There is a lot going on here. The short answer is that the Sprint Review does not have to be a demo but Scrum does advocate that the team should produce a potentially shippable product increment. That means the code is able to be shipped even if the Product Owner chooses to hold it back for whatever reason.
Breaking Down Your Post
- Scrum is not an acronym. It is just Scrum; it comes from rugby. Imagine the ball is the goal of a project and as a team you are just moving it down the field a small iteration at a time
- Anything you want is optional, it just means that you are no longer doing Scrum, There is a difference between doing Scrum and being Agile. Agile is a set of values. Scrum is a framework that you can add things to but not take things away from
We have one week Sprint but due to application architecture complexity
There one sentence alone could form the basis of a retrospective. Why is the architecture complex? Are you working in a tightly regulated environment? Have the business mandated it that?
There are no wrong answers so just be really honest. Scrum Teams cannot always change their work environment.
What technologies are you working with? Do architectural decisions have to pass through a TDA or a CAB and does that impact the success of your sprints? Do you have a full time architect? Are you trying to work with an emergent architecture or plan everything up front?
Each of these items unlocks another little part of the puzzle to make Scrum a success. In highly dependent infrastructure projects where the requirements are known then Scrum (short sprints) is not always the optimal solution.
For instance, in business intelligence there is a large part of the data strategy that must be built up front and cannot be delivered incrementally/emergent because the rework penalty would be so high and the business would suffer.
However, most projects can be delivered incrementally if a business is willing to change it's behaviours. Be really honest; what is your project attempting to accomplish and how?
we unable to product working software in end of week.
Why not? Is this due to organisation barriers or the technology implementation? What is the shortest period of time that you do think you could produce working software? Are all parts of the project struggling with the week-long timebox or simply infrastructure?
In planning we are committing logic components development completion
Are you breaking down Epics and User Stories to a granular enough level and are you using the INVEST criteria to evaluate stories? Are you refining stories before Sprint Planning and do you have a BA to support the activities?
Also, remember that in Scrum, the planning ceremony is a forecast, not a commitment. The easy way to stop the business punishing slipped items is to gradually take less and less into the Sprint until you never miss a forecast.
in review we are providing update PO and Stakeholders on the status of Sprint backlog( how many we achieved and how many we slipped and what happen to make it or slip it)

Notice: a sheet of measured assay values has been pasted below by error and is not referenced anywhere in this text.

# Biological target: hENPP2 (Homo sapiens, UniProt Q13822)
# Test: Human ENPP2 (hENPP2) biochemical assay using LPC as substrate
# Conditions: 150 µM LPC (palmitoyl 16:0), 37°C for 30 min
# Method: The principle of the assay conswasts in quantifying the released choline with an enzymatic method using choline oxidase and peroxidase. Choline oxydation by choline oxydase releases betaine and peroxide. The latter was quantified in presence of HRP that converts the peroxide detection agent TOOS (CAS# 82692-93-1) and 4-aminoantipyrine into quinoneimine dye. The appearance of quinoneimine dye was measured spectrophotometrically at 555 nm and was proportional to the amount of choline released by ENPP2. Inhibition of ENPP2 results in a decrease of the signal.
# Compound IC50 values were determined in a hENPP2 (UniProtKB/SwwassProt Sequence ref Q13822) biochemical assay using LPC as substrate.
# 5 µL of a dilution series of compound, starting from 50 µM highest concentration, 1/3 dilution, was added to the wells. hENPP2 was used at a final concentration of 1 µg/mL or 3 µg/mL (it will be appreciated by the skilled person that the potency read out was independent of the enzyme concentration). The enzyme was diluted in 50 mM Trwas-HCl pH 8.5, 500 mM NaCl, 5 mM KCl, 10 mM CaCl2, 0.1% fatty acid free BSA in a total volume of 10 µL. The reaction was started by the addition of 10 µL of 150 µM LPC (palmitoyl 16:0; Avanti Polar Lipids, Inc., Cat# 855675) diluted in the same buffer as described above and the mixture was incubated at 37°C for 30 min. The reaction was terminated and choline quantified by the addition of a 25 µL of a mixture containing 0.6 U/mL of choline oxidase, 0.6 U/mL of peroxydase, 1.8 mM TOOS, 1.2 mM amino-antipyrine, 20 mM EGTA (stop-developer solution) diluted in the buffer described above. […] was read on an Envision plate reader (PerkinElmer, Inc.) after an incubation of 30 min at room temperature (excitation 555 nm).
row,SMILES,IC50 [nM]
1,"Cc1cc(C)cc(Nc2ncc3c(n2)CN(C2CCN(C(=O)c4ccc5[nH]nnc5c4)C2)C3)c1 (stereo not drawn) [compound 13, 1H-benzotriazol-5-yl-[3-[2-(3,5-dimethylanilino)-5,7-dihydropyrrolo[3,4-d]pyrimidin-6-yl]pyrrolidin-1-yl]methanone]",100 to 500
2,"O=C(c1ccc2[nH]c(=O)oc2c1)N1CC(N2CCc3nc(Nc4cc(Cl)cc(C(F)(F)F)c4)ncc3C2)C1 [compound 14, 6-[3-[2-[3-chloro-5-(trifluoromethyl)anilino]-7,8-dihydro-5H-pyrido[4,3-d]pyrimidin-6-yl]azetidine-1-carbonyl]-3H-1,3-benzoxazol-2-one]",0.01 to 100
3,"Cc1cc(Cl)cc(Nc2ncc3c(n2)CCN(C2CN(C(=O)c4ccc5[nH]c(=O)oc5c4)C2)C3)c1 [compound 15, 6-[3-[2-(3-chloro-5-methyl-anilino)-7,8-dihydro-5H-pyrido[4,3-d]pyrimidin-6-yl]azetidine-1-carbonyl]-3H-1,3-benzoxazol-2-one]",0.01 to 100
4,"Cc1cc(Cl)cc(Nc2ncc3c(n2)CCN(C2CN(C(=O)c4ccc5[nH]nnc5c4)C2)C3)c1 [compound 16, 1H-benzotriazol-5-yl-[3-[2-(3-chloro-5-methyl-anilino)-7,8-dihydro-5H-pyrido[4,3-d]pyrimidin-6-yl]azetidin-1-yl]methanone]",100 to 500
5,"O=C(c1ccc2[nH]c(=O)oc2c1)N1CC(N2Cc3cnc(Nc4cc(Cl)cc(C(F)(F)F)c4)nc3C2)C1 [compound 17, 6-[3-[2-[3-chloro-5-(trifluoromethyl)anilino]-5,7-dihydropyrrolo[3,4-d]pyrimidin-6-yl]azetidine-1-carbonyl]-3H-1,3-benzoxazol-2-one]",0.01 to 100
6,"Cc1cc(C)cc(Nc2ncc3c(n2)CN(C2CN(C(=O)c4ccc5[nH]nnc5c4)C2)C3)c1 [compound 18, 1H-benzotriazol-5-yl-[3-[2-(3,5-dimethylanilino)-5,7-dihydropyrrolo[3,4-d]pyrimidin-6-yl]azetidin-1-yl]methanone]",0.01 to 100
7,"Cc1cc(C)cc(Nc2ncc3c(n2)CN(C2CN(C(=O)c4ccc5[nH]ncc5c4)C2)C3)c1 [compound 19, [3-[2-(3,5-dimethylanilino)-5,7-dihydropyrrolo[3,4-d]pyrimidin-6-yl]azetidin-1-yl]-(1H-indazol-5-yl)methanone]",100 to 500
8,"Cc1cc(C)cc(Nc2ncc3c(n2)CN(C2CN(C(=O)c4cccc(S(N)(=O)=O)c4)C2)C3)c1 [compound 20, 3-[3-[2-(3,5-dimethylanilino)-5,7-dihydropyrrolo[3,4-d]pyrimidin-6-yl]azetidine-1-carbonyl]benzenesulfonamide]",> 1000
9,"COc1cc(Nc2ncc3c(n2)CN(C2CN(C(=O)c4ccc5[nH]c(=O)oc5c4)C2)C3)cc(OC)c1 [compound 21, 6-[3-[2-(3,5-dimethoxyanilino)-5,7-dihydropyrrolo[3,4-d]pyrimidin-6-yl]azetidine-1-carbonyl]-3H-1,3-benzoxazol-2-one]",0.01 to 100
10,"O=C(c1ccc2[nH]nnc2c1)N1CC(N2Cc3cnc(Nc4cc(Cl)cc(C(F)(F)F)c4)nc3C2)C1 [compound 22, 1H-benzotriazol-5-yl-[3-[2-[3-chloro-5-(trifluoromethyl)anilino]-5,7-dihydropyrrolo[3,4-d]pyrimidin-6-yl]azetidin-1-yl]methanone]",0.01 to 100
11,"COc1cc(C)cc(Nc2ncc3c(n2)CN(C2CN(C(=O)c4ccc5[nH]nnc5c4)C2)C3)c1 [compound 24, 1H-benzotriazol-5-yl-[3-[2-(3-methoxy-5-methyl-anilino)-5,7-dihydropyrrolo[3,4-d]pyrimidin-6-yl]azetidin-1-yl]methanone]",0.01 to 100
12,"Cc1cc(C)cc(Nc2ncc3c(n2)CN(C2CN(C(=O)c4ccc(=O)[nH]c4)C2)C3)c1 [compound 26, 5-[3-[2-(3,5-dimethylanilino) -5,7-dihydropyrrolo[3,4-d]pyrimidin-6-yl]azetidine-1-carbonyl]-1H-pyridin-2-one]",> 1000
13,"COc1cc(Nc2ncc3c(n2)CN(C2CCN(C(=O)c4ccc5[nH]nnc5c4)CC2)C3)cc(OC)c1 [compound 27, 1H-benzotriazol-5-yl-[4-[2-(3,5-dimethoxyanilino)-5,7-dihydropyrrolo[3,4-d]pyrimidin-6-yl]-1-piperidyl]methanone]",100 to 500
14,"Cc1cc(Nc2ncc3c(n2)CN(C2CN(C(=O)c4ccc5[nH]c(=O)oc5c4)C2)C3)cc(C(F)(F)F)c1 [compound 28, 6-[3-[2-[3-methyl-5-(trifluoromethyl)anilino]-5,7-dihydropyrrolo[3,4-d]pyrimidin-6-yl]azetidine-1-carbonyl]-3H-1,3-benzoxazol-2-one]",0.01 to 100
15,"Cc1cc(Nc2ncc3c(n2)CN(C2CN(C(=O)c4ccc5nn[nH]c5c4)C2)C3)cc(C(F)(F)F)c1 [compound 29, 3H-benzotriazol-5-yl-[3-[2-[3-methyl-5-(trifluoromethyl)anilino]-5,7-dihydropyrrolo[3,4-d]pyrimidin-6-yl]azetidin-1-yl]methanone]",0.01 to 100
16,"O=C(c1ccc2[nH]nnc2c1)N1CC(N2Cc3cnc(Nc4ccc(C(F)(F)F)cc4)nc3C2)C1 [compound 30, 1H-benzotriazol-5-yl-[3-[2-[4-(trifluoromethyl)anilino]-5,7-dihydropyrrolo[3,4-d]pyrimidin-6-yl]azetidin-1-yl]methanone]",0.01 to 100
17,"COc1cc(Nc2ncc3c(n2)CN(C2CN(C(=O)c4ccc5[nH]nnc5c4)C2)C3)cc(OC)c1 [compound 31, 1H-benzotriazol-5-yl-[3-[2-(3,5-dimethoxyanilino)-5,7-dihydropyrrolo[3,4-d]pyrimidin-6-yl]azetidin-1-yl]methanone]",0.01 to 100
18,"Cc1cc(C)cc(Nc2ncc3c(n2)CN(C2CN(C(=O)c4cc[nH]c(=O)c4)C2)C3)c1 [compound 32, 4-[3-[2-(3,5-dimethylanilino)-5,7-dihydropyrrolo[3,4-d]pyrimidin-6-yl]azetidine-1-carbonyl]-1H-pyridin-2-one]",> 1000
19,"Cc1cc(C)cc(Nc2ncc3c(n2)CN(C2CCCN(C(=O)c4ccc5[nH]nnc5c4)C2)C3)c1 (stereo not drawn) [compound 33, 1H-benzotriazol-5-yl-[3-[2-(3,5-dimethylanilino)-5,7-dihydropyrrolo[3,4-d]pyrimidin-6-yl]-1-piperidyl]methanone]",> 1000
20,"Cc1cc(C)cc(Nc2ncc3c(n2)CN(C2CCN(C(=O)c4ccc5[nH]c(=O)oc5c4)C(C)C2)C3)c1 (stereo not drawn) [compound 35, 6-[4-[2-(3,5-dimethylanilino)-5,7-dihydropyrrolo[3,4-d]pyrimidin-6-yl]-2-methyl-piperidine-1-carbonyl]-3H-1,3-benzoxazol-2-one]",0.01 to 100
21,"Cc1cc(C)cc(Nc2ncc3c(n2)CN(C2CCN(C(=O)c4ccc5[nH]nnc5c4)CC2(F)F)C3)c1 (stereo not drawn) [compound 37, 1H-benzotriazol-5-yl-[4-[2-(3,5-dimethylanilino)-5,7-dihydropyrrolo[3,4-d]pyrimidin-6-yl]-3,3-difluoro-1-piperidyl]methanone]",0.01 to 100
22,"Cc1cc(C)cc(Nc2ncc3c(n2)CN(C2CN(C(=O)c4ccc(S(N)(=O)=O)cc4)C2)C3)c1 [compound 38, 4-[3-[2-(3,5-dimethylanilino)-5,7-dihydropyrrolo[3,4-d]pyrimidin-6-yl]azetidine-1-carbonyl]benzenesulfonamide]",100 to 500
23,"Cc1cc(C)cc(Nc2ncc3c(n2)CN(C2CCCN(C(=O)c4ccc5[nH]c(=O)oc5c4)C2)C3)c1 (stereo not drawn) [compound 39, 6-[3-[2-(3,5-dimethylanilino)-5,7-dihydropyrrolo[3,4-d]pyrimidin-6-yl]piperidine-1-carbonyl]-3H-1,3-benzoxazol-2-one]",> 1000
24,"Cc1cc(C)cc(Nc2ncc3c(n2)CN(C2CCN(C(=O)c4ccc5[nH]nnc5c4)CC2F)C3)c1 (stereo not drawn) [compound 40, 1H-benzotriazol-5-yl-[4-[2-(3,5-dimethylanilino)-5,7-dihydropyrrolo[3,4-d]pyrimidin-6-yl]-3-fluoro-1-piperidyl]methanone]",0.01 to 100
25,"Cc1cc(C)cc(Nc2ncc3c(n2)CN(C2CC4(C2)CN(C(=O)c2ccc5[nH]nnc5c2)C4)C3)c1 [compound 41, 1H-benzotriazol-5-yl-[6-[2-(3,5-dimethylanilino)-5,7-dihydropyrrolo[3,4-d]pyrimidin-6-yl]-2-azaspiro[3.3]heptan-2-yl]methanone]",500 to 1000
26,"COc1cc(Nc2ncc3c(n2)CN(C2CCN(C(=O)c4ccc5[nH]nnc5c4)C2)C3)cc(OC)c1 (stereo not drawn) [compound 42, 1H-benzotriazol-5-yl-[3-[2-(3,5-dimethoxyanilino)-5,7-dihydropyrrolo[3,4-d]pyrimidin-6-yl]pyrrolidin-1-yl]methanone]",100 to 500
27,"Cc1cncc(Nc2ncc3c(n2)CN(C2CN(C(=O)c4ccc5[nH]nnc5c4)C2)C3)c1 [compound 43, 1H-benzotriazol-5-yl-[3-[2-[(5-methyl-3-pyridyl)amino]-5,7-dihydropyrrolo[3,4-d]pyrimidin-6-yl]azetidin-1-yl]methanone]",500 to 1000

Do you have a Scrum Master and are they supporting this activity? What is the PO doing during the Review?
Remember, the primary goal of the Review is to gain feedback on what has been delivered or is underway. It is a chance for stakeholders to see the vision of the product and inform the builders whether that is what they had envisioned. It is not to make teams feel bad for missing forecasts or focussing on what slipped.
It is not to evaluate the project for hitting an arbitrary timeline or metric of completed user stories. Especially since we could game that metric very easily but taking the large story and making it 50 one-line stories. Suddenly the team have hit 98% productivity and only 1 user stories remains saying deploy... (Don't do this. I am just showing how arbitrary Agile metrics can be manipulated).
Or can we agree a set of PBI and achieve those by keeping demo as optional (do if end to end development completed)?
From Scrum.org: Sprint Review is held at the end of the Sprint to inspect the Increment and adapt the Product Backlog if needed. There could have been a single deployment or many deployments during a Sprint which lead up to that Increment to be inspected.
- The Product Owner explains what Product Backlog items have been “Done” and what has not been “Done”
- The Development Team discusses what went well during the Sprint, what problems it ran into, and how those problems were solved
- The entire group collaborates on what to do next, so that the Sprint Review provides valuable input to subsequent Sprint Planning;
- A collaborative discussion about timelines, budgets and other product/project administration if appropriate
Other Questions that an Agile Coach or a Scrum Master should ask
- Do you have a Definition of Done? If so, what does it say and is it valid and when was it last updated?
- Do you have play ready stories and have they been suitable broken down into small enough chunks to ensure sprint success?
- Do you have all of the skills within the team that you need?
Unfortunately this post has become less about giving you the answers and more a chance for you to start framing the problem in a way that a Scrum Master or an Agile Coach would you help you work through it.
As always; the first line support for your question can be found in the Scrum Guide and from your Scrum Master. Second line support should be your organisational Agile Coaches. You cannot go wrong simply reading the Scrum Guide and, if the advice is too difficult, asking why it is difficult within your organisation and project.